Getting started with R.NET

Getting set up

There is a page gathering Software Prerequisites listing the platforms on which R.NET is known to run.

As of version 1.5.10 or later, R.NET binaries are platform independent. You might need to set up a small add-on workaround on some Linux distributions (CentOS a known one), but otherwise you can just move and use the same R.NET binaries across platforms.

As of July 2015, NuGet is the strongly recommended way to manage dependencies on R.NET in its binary distribution form. You can find more general information about NuGet at the NuGet documentation page

Visual Studio

If you are using the NuGet packages:

You first have to install, if you have not already, the NuGet package manager via Tools - Extension and Updates:

You can add the R.NET package as a dependency to one or more projects in your solution. For one project:

Note that you must uninstall packages dependencies or R.NET 1.5.5 or earlier, if pre-existing. R.NET 1.5.13 uses a different package identifier: R.NET.Community. Be sure to use the most recent entry when searching for R.NET on Nuget:

The NuGet system then adds a couple of references.

You can manage several projects in one go at the solution level:

You can find more general information about NuGet at NuGet documentation

Xamarin Studio and MonoDevelop

If on MacOS, you may also want to look at the page Setting up R.NET on Mac

This section's content is done with MonoDevelop version 5.9.4, on a Debian box 64 bits. As of that version, NuGet package management is readily available from MonoDevelop. Just right click on the package section and select the option "Add Packages...".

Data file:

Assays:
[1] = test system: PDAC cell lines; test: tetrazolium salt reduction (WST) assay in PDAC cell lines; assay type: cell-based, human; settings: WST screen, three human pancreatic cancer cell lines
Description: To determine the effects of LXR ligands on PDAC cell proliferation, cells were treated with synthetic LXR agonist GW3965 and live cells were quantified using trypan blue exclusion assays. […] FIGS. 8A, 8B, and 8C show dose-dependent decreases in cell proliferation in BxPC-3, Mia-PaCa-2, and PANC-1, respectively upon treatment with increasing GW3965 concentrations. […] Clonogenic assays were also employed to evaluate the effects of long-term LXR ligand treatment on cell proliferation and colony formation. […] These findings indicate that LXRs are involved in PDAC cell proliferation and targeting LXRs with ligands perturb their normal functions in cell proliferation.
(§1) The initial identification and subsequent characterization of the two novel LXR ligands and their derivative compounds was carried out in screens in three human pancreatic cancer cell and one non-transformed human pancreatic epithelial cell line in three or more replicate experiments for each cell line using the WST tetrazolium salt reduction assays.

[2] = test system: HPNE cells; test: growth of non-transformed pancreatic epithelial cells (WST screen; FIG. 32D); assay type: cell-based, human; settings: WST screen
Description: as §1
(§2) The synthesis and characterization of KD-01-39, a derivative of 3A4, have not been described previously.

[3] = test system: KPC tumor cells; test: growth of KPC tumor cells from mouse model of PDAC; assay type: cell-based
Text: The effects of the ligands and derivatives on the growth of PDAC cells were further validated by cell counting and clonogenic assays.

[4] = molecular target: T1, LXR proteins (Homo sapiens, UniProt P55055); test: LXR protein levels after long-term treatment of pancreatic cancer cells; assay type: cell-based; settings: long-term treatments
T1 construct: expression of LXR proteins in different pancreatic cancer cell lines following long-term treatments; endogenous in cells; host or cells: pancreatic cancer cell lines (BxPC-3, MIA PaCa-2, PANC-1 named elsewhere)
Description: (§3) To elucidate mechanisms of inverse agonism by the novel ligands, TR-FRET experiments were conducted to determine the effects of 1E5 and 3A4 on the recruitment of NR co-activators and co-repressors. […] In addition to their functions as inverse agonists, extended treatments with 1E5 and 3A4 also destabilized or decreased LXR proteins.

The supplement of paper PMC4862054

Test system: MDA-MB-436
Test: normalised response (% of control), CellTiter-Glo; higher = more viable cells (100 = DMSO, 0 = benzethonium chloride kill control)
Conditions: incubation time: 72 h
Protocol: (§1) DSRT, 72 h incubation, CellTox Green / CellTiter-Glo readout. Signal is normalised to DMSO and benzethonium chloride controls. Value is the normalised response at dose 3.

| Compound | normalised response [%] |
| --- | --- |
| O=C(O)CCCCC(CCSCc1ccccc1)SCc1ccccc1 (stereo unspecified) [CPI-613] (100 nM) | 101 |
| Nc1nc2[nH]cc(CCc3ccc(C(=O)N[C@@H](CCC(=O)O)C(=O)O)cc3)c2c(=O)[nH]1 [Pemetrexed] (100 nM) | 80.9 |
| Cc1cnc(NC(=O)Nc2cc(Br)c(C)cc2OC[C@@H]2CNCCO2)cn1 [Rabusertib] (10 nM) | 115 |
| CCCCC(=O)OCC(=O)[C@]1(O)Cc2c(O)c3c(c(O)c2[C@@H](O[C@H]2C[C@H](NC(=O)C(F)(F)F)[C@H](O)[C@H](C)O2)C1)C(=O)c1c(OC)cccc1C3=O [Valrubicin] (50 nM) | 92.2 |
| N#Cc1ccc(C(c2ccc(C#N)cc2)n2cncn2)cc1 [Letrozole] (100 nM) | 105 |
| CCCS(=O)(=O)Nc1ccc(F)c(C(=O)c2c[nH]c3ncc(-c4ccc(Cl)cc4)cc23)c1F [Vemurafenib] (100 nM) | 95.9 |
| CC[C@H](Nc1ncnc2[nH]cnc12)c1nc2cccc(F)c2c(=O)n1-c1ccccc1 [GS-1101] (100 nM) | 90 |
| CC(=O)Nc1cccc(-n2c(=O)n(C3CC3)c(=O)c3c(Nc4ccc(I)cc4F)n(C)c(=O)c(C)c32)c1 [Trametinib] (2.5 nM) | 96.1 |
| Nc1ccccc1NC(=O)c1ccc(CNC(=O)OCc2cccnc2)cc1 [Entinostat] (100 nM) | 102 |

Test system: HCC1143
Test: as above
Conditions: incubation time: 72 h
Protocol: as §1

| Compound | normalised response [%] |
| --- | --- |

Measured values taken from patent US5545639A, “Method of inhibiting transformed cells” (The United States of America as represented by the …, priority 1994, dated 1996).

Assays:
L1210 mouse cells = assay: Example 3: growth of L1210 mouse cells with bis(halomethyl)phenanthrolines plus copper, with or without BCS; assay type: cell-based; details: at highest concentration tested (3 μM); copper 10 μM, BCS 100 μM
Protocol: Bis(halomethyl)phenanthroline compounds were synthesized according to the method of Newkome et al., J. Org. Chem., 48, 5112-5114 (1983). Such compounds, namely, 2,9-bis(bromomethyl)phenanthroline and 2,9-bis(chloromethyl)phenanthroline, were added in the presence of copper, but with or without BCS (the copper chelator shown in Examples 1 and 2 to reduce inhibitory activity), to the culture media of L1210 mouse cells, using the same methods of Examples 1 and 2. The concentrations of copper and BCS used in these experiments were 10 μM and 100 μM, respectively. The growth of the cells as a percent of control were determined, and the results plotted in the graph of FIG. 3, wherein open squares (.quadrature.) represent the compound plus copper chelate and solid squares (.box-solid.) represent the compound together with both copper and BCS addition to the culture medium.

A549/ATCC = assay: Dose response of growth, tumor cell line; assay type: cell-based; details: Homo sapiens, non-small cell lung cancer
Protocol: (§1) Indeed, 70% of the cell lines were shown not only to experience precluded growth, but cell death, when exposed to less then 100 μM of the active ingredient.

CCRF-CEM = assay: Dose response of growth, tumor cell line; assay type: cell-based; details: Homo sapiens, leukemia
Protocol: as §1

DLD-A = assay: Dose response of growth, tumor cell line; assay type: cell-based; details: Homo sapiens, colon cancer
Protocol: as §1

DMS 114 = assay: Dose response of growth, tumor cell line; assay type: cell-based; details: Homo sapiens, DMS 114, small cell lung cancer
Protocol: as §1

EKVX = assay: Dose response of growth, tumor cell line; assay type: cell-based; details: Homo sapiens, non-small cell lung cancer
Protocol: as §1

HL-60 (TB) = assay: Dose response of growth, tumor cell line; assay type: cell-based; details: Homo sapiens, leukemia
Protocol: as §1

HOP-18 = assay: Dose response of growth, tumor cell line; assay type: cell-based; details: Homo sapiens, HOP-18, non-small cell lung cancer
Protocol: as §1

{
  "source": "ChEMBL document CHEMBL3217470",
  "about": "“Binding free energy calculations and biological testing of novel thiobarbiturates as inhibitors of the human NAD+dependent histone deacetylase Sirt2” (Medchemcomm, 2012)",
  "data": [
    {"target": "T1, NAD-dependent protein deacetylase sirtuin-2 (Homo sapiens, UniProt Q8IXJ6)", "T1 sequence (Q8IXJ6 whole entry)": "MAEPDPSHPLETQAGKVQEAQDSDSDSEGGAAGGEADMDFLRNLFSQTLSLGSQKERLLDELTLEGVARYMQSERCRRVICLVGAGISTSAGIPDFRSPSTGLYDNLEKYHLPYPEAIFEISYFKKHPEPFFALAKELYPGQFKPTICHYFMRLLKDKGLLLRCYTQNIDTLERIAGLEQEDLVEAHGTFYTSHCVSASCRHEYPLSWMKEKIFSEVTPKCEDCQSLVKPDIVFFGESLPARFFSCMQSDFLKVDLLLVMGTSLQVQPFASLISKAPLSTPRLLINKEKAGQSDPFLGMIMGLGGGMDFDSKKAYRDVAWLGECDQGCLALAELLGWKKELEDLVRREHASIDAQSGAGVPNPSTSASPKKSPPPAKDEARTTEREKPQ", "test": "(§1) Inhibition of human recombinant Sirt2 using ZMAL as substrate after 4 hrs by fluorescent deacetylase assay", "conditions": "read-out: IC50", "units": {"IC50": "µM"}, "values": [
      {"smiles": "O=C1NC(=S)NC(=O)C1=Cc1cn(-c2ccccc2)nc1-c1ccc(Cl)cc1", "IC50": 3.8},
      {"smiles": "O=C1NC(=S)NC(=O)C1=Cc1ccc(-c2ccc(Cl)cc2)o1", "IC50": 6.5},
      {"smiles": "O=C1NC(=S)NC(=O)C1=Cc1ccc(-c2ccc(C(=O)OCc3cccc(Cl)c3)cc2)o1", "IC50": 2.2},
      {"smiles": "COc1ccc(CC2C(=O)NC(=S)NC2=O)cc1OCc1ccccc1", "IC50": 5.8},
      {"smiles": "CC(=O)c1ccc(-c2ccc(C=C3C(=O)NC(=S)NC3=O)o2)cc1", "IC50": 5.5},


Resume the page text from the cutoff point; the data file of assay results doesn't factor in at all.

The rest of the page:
Search for the ID "R.NET.Community"; Do note that if you use "R.NET" you will also get an outdated NuGet feed, so I recomment you use the full ID "R.NET.Community".

That's it, click "Add Packages" and you shoul have the latest R.NET library.

Updating environment variables on Linux and MacOS

The path to (for Linux) must be in the environment variable {"LD_LIBRARY_PATH"} before the process start, otherwise the R.NET engine will not properly initialize. If this is not set up, R.NET will throw an exception with a detailed message.

For setting up on MacOS, you should read Evelyna Gabasova's

What you will need to do there depends on the Linux machine you are using. If R comes already preinstalled, and such that it uses a shared library, R.NET can use it as is.

Otherwise, you need to compile your own R from source, to get a shared R library:

cd ~src
cd R/
tar zxpvf R-3.0.2.tar.gz
cd R-3.0.2
./configure --prefix=$LOCAL_DIR --enable-R-shlib  CFLAGS="-g"
make install

Then prior to running a project with R.NET, you may need to update your {"LD_LIBRARY_PATH"}, and quite possibly PATH (though the latter can be done at runtime too).

if [ "${LD_LIBRARY_PATH}" != "" ]
    export LD_LIBRARY_PATH=$LOCAL_DIR/lib:$LOCAL_DIR/lib64/R/lib:/usr/local/lib64:${LD_LIBRARY_PATH}
    export LD_LIBRARY_PATH=$LOCAL_DIR/lib:$LOCAL_DIR/lib64/R/lib:/usr/local/lib64
# You may as well update the PATH environment variable, though R.NET does update it if need be.
export PATH=$LOCAL_DIR/bin:$LOCAL_DIR/lib64/R/lib:${PATH}

Workaround for dlerror: 'invalid caller' issue on some Linux boxes.

On at least one instance of one Linux flavour (CentOS), R.NET fails and 'dlerror' returns the message 'invalid caller'. Dowload and follow the instructions in the zip file "" included in the . If you use the source code, it is located under RDotNet.NativeLibrary/libdlwrap/

See this issue for detailed information about the issue.

Advanced options for the R engine initialization

This is a placeholder section.

  • custom CharacterConsole
  • Multiple app domains
  • A nuget documentation page to .